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Sunday, September 12th 2010 - 11:30 CEST
The Garmin Dakota 20 is sort of a smaller version of the Oregon. It’s about € 50 cheaper, but that does not mean that it is of lower quality, nor that it offers less possibilities. Choices have been made that will appeal to different user groups. I think it would be a good partner for a cycling tourist. I traveled to South Africa with the Garmin Dakota 20, and I ran into things that were out of the ordinary.
read Garmin Dakota
Monday, September 7th 2009 - 20:20 CEST
This time, I am not examining an enhanced GPS device, but the Garmin Nüvi 1240, a compact car navigation system. The Nüvi 1240 has some nice extras to offer. For example, if you want to practice 'The New Driving', you can select: 'Challenge economical driving'. On the basis of speed, acceleration and braking, a score is determined that shows just how responsible your driving is. The following Garmin Nuvi 1240 review will reveal all the possibilities of this navigation device.
read Garmin Nuvi
Monday, July 20th 2009 - 21:49 CEST
Sailtron BV (Garmin Netherlands) invited me to witness the 13th stage of the Tour de France; a unique experience. The 13th stage leads us from Vittel to Colmar and travelled over a distance of 200 kilometers with some steep climbs and only very little flat riding. Read our full report and follow the Garmin team on the 13th stage of the Tour de France.
read Tour de France
Wednesday, May 27th 2009 - 12:32 CEST
Bike computers that can only measure speed and distance have been outdated for several years now. Today, these devices can track all sorts of data from our cycling trips. And Garmin even took it one step further. GPS functions have been added to a device that is not much bigger than a speedometer. To what extent this is a useful enhancement is assessed in the following Garmin Edge 705 HR review.
read Garmin Edge
Friday, May 15th 2009 - 09:50 CEST
In October 2008, the 400t was launched as top model of the Garmin Oregon series. New for this type of GPS handhelds is the touchscreen, taking things even a step further than the Colorado series. The amount of buttons is now limited to one; the on/off button. I am particularly curious about the energy consumption, considering the camera contains more electronics. The model costs approximately 100 Euros more than the Oregon 300, which has a standard preloaded topographic map of Europe.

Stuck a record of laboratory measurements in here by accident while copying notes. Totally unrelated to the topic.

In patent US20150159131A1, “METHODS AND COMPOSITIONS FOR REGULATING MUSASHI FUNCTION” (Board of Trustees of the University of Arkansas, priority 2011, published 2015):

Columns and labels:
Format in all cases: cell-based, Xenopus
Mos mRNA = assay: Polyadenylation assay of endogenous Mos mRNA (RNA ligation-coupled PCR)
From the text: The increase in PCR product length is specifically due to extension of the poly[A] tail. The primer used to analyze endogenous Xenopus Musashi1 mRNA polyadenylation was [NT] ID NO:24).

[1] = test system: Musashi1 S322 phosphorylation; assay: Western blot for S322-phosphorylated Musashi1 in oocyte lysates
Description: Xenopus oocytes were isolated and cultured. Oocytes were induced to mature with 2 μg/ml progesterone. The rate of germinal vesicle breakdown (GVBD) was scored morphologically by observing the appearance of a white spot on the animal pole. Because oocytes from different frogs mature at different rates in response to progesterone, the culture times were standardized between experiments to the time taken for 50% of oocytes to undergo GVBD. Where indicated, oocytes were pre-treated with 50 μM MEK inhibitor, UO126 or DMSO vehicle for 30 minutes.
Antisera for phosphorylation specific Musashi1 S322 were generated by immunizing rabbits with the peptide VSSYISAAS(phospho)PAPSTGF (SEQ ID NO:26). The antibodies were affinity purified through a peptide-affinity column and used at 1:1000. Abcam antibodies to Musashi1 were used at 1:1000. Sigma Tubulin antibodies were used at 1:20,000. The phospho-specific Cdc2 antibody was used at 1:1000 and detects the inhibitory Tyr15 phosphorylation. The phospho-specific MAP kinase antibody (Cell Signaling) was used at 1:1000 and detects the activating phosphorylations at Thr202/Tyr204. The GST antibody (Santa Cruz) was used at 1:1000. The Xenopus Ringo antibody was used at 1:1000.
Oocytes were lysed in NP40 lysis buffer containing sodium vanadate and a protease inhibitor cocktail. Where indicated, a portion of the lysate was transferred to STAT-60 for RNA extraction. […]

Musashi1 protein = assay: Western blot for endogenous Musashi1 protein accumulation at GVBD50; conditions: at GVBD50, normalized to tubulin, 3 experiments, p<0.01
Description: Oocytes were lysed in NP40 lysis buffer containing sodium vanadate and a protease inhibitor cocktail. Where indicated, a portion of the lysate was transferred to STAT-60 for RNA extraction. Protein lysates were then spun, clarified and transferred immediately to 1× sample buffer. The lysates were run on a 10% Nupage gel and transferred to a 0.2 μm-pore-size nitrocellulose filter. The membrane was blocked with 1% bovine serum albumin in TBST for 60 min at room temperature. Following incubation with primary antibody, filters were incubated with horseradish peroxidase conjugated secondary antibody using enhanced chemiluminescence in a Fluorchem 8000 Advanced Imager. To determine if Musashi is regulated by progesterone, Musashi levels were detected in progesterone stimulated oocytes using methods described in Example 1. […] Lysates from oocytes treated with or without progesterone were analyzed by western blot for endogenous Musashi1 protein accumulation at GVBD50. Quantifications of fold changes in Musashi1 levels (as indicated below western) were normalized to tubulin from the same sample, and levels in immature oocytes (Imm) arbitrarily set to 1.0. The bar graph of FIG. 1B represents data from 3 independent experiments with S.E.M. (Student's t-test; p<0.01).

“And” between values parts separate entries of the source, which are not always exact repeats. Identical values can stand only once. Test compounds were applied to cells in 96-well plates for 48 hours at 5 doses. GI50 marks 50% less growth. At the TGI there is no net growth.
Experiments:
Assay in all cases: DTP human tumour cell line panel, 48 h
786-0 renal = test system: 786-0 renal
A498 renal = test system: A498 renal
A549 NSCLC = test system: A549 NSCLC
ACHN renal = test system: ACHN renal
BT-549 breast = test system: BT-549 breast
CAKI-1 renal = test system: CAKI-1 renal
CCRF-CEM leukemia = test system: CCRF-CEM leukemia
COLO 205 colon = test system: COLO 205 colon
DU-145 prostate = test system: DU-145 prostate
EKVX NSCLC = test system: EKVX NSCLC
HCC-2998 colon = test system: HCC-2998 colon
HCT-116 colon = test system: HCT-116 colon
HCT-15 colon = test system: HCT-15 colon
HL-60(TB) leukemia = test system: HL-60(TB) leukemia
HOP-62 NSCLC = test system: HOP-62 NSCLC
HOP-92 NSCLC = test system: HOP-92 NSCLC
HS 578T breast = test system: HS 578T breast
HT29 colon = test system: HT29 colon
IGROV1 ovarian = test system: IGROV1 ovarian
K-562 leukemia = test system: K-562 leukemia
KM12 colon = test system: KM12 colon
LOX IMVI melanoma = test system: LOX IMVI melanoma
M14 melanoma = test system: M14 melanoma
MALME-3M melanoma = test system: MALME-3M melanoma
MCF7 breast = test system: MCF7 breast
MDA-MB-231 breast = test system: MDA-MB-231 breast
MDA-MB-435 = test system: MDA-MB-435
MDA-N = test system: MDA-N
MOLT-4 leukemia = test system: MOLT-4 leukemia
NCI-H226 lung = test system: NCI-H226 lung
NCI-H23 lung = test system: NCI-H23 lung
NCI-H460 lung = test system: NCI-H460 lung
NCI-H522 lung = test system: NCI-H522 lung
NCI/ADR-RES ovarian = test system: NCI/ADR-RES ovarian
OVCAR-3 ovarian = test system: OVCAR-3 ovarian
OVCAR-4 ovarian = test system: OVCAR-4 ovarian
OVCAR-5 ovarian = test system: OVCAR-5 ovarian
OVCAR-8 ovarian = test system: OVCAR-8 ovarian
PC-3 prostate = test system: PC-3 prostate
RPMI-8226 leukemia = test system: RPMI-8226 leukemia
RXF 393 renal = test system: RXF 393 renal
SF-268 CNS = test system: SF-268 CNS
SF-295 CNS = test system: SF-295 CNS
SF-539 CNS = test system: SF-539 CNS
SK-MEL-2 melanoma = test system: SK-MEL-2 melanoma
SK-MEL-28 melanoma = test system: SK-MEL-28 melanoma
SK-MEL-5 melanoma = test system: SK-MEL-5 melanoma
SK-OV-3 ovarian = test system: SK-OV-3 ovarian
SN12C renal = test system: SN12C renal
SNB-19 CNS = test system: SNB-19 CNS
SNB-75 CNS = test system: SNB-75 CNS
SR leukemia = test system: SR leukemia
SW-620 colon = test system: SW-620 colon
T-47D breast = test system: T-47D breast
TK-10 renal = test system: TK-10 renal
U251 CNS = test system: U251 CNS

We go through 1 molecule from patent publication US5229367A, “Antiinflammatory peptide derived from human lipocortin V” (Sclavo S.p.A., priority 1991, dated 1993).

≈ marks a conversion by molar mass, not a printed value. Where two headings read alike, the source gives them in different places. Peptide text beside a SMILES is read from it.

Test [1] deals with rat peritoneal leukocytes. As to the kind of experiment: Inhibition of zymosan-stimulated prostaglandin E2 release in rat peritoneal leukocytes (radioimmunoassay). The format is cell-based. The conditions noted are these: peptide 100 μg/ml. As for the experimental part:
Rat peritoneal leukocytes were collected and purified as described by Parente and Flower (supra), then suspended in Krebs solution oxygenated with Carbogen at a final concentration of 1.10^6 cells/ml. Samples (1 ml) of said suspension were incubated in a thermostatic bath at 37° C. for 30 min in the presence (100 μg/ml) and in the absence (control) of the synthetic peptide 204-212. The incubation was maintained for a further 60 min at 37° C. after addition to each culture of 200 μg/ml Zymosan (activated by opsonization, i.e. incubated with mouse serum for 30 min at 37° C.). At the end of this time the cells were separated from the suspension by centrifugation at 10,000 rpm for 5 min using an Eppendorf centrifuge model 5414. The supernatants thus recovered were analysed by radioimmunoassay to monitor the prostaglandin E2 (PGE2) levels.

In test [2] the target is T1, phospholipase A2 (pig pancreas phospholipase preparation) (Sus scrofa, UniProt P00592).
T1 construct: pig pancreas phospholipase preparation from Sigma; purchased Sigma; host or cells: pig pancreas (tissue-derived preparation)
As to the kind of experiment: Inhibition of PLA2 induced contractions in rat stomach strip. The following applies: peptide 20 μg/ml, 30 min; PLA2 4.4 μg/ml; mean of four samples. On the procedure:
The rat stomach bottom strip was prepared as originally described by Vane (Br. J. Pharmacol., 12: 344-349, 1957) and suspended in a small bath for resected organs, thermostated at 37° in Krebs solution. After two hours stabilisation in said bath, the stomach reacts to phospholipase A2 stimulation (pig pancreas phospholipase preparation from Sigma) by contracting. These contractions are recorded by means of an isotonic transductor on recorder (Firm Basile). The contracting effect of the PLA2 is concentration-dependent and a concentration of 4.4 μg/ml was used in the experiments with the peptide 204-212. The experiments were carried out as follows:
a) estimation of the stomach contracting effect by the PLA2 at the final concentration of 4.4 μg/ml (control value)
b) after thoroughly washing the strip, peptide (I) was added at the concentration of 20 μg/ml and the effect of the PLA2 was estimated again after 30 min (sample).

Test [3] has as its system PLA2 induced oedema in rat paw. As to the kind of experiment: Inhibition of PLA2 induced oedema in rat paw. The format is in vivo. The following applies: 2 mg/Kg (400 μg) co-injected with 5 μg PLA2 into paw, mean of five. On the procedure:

read Garmin Oregon 400t
Friday, November 7th 2008 - 08:43 CET
Garmin is treading new ground with the Colorado series. An updated appearance and a more structured amount of buttons. The monitor has gained a higher resolution whilst the Rock 'n Roller makes its appearance. The main change is the introduction of Wherigo, an enhancement that is similar to geocaching, yet offers a lot more than just searching for caches. We have taken a closer look at the Colorado 300 and took the device with us into town and forests. Our experiences can be read in the following review,
read Garmin Colorado
Thursday, April 10th 2008 - 08:27 CEST
The GPSmap 60CSx GPS receiver holds the top position in the Garmin handheld segment and is characterized by a waterproof housing, a built-in SiRF receiver, a barometric altimeter, a compass and a basemap. In addition, the GPSmap 60CSx has been equipped with a fairly large colour TFT monitor and a microSD memory card that allows you to store the routes. There is nothing wrong with the specifications of this GPS receiver. Read our review to learn more about our experiences with the GPSmap 60CSx receiver.
read Garmin GPS